Brolga flocking goes up a gear at Green Swamp

Last Friday I dropped into NGT’s Green Swamp Restoration Reserve to download some water level data from a logger we have had out there for the past six years. This is something I do twice a year, usually in spring and then again in March. It’s always a good opportunity to whack on the waders and go for a walk out into the wetland. Being such a big wetland, you really need to get out in it to get a feel for what is happening, how it is responding  and just to appreciate how much life is hiding in the thick growth of water ribbons.

Our water level logger has never really been in the deepest point of the wetland so early last year I moved it to a deeper section, so that we can get a better idea of when it truly dries down beyond a puddle. It requires a bit more effort to get to but given we are often rushing around collecting data, we almost need to make ourselves take more time to really absorb what is happening across these restoration sites.

With the wetland still being quite full at the moment, it took a little while to spot the gauge board which holds the logger.  And while I was looking through the binoculars I spotted some unmistakable, elegant grey shapes on the opposite bank. Blending against the background of some sheep next door, I realised there were actually quite a lot of brolga. Slowly panning along I counted 100 birds! It’s not the first time I’ve seen a flock out here, we have counted reasonable numbers in the past, but 100 is the biggest flock I have ever seen in western Victoria. Of course the most sure-fire way to make sure you see something really interesting is to not take a decent camera. But we have learnt that using a mobile phone through the binoculars is a suitable work around. So whilst it’s not an award winning photograph, it should still give you a pretty good idea of what I was looking at.

Some of the 100 plus brolga currently at Green Swamp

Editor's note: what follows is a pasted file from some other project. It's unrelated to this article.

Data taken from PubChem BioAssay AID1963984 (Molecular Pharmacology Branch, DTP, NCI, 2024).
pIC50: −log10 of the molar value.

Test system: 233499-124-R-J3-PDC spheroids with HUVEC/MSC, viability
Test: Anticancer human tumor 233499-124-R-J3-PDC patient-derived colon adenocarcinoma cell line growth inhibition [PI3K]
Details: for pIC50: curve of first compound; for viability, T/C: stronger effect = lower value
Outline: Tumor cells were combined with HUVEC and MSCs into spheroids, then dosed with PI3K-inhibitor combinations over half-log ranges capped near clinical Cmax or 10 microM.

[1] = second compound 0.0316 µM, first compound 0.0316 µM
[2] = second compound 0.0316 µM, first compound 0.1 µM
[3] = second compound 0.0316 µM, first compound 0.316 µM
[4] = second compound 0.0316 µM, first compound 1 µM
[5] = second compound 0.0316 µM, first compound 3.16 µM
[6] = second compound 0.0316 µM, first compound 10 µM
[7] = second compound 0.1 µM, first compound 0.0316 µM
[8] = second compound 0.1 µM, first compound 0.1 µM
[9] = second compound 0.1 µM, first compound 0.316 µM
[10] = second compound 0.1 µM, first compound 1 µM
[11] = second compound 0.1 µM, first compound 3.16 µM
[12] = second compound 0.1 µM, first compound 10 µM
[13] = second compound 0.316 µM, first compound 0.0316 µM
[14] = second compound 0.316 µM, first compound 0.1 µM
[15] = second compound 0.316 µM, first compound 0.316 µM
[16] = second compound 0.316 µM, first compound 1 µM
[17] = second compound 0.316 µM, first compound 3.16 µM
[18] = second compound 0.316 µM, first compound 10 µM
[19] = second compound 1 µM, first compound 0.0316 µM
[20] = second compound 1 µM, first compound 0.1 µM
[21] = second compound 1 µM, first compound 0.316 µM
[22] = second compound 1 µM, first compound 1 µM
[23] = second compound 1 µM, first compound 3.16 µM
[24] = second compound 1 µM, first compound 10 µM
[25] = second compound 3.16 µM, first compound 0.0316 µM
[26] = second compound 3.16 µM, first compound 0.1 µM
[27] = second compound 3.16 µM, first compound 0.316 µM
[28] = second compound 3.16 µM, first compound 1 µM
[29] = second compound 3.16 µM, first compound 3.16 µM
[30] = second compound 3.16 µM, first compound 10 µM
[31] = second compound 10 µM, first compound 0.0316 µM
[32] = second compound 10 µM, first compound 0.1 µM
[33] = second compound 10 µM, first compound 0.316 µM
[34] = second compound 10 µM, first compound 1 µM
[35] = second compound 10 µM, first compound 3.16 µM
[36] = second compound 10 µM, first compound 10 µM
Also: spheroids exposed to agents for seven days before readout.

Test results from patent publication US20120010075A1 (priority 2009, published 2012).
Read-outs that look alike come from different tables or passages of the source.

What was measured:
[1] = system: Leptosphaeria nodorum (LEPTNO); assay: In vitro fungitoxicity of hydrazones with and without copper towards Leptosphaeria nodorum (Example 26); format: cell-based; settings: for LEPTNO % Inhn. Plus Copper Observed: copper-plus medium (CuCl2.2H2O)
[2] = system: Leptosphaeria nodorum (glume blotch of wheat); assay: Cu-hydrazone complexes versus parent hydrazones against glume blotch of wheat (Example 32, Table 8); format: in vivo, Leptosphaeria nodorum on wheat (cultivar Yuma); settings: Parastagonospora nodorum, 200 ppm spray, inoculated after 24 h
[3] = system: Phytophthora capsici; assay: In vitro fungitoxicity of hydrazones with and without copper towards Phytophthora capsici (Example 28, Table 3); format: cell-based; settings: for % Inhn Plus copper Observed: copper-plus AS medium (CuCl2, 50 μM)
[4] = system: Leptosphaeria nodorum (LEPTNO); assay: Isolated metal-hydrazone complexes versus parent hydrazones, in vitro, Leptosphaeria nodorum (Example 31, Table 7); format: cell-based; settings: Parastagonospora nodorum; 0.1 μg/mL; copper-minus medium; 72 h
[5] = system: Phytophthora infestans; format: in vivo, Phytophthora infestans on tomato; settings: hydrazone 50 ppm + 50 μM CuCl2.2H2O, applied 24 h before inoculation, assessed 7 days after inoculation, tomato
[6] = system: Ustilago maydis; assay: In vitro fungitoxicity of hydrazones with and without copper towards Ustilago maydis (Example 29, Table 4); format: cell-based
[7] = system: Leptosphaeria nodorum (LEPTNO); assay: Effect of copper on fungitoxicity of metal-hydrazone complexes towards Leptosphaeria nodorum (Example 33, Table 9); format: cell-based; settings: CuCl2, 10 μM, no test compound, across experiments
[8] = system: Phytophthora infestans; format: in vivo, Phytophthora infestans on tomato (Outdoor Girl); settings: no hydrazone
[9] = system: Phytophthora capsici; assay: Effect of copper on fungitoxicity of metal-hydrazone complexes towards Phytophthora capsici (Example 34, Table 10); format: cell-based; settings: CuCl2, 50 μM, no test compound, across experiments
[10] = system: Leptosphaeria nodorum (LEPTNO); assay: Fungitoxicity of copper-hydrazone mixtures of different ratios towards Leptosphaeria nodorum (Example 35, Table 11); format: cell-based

With the day getting away and being late home anyway, I didn’t venture around the bank for a closer look. Fortunately Dr. Inka Veltheim was able to drop by the next day and after tracking them down, she was able to gather some really great data. She counted 121 birds feeding in the adjacent paddock with the added bonus of some of last years young and a few subadults. The fact that brolga flock up (group together) this time of year makes it an ideal time to get a good snapshot of how many birds there are across western Victoria. Based on current estimates provided by Inka, approximately fifteen percent of the western Victorian brolga population is currently at Green Swamp!

As for the water levels, well it has certainly been an amazing year. The wetland is sitting at levels we’re used to in late December. The chart below shows how the levels have responded since its first post-restoration filling in 2016. Last autumn was the driest it had been since then so this year is a real contrast. We can also see the impact of that late season rain, with peak water levels occurring approximately one month later than other years. So now we are past peak evaporation, these levels should hold steady until (hopefully) the rain returns and the wetland starts to fill again. And all of those brolga should be able to leave for their nesting grounds in prime condition.

Water levels at Green Swamp since restoration works

Lachlan Farrington